Distinction in a relevant subject plus A2 grades B, B
Requirements are as for A-levels where one non-subject-specified A-level can be replaced by the same grade in the Welsh Baccalaureate - Advanced Skills Challenge Certificate
|Scottish Advanced Highers
AB at Advanced Higher Level plus Higher requirements.
AABBB at Advanced Level plus Advanced Higher requirements.
|Irish Leaving Certificate
H2, H2, H3, H3, H3 at Higher Level
|Access to Higher Education Diploma
Pass in a relevant subject with at least 30 level 3 credits at Distinction and 15 level 3 credits at Merit.
Please note that the Access to Higher Education Diploma will only be acceptable if the applicant has had a considerable break from education
Other UK qualifications
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International and EU entry requirements
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IELTS 6.5 overall
- with 7.0 in writing and a minimum of 5.5 in each remaining subscore.
For equivalencies please see here.
For more information about entry requirements for your country please visit our International pages. For international students who do not meet the direct entry requirements, we offer an International Foundation Year, run by Study Group at the Royal Holloway International Study Centre. Upon successful completion, students can progress on to selected undergraduate degree programmes at Royal Holloway, University of London.
Our degree programmes not only promote academic achievement but also the means to hone the life-skills necessary to excel, post-graduation.
Studying History both Ancient and Medieval requires research, assessment, reasoning, organization and self-management often on your own or as part of a team. So, by choosing to study this intellectually demanding discipline you will develop a broad range of skills which are highly prized by employers, including:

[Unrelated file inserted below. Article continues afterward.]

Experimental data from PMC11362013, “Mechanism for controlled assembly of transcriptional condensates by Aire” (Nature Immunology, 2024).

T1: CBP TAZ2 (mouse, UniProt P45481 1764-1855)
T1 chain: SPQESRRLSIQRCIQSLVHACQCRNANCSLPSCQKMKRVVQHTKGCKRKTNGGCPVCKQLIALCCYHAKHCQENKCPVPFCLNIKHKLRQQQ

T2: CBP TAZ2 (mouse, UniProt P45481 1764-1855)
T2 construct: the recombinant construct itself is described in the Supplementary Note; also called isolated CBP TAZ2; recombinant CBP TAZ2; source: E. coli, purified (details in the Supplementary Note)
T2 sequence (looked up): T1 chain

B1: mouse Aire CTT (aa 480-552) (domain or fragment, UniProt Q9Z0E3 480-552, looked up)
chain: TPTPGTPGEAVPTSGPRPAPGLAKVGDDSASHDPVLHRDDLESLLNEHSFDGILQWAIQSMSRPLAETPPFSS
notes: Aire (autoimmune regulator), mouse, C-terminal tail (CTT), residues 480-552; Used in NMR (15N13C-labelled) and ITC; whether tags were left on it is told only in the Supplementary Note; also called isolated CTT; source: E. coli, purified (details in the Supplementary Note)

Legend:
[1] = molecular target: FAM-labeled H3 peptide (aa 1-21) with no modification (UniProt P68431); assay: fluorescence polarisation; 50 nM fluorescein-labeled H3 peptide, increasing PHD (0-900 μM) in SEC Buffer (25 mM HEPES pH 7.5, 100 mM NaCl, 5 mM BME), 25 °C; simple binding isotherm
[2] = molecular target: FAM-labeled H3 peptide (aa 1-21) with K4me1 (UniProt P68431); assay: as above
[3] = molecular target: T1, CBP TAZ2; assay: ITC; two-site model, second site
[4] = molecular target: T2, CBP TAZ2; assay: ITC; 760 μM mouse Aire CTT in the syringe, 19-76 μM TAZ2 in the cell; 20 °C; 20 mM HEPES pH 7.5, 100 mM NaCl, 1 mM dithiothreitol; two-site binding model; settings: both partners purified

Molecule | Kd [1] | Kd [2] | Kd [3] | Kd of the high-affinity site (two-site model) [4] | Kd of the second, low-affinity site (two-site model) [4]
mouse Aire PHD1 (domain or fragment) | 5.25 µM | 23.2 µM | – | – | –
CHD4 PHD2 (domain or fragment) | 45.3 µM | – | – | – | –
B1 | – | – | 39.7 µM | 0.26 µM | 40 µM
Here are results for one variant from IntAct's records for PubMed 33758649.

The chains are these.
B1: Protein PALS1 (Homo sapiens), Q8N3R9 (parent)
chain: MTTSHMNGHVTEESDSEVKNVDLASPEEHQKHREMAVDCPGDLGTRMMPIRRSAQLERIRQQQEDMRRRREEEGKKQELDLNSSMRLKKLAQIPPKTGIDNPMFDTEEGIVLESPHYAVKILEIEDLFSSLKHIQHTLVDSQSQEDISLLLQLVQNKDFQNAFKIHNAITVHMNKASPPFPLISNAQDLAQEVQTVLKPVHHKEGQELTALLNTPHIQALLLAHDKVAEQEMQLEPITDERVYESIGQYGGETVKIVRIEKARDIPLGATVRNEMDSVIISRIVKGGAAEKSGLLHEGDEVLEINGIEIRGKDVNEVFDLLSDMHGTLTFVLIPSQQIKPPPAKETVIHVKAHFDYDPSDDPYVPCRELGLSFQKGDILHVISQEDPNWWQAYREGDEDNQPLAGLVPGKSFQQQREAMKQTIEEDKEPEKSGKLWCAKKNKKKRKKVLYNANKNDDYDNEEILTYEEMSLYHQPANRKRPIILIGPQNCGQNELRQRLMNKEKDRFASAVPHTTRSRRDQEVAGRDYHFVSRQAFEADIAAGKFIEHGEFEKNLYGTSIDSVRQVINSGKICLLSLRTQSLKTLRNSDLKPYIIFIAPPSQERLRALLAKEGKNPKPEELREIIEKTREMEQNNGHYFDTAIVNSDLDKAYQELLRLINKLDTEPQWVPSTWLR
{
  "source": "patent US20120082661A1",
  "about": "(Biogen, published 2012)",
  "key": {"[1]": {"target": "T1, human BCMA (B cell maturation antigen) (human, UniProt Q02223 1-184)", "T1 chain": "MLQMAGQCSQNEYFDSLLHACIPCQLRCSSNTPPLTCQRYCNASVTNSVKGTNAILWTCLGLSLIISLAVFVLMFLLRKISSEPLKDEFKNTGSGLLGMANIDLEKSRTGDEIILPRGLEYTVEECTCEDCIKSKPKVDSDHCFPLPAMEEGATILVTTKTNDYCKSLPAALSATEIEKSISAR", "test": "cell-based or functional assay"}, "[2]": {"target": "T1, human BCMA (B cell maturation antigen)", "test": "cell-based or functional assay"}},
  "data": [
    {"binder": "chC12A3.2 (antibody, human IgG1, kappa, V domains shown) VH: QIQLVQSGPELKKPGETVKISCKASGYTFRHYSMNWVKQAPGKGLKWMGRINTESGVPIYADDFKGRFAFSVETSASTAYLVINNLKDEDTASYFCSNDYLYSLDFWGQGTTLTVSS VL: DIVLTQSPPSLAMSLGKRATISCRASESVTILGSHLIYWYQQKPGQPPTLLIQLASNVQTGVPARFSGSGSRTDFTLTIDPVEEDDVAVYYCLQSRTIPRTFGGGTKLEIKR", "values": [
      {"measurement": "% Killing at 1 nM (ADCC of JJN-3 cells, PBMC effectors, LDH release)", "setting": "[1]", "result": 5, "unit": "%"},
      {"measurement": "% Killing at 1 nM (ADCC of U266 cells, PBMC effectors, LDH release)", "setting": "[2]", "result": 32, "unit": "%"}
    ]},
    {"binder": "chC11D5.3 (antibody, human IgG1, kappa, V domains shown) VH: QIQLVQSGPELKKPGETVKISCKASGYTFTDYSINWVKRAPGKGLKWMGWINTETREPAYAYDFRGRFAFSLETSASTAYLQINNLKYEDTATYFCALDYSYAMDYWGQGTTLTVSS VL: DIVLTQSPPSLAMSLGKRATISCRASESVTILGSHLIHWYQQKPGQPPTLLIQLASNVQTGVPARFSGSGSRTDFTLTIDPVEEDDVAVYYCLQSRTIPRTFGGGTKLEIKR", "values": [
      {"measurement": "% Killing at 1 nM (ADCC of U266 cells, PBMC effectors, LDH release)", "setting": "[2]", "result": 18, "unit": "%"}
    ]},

- the ability to communicate views and present arguments clearly and coherently
- the ability to critically digest, analyse and summarise content
- time management and the discipline to meet deadlines
- organisation and research skills
- problem-solving skills and capability
Being able to understand and process complex issues, to critically evaluate resources and construct coherent arguments both verbally and in writing is why many Royal Holloway classicists become employed in law, marketing, publishing, the media, government and finance. Employers like Channel 4, multinational law firm SJ Berwin, The Guildhall (City of London), accountancy firm KPMG, the Natural History Museum, Customs and Immigration, London Advertising, Broadstone Pensions and Investments and the Armed Forces have all recently recruited Royal Holloway alumni from the Department of Classics.
Home and EU students tuition fee per year 2017/18*: £9,250
International students tuition fee per year 2017/18**: £14,000
Other essential costs***: There are no single associated costs greater than £50 per item on this course
How do I pay for it? Find out more.
*Tuition fees for UK and EU nationals starting a degree in the academic year 2017/18 will be £9,250 for that year. This amount is subject to the UK Parliament approving a change to fee and loan regulations that has been proposed by the UK Government. In the future, should the proposed changes to fee and loan regulations allow it, Royal Holloway reserves the right to increase tuition fees for UK and EU nationals annually. If relevant UK legislation continues to permit it, Royal Holloway will maintain parity between the tuition fees charged to UK and EU students for the duration of their degree studies.
**Royal Holloway reserves the right to increase tuition fees for international fee paying students annually. Tuition fees are unlikely to rise more than 5 per cent each year. For further information on tuition fees please see Royal Holloway’s Terms & Conditions.
***These estimated costs relate to studying this particular degree programme at Royal Holloway. Costs, such as accommodation, food, books and other learning materials and printing etc., have not been included.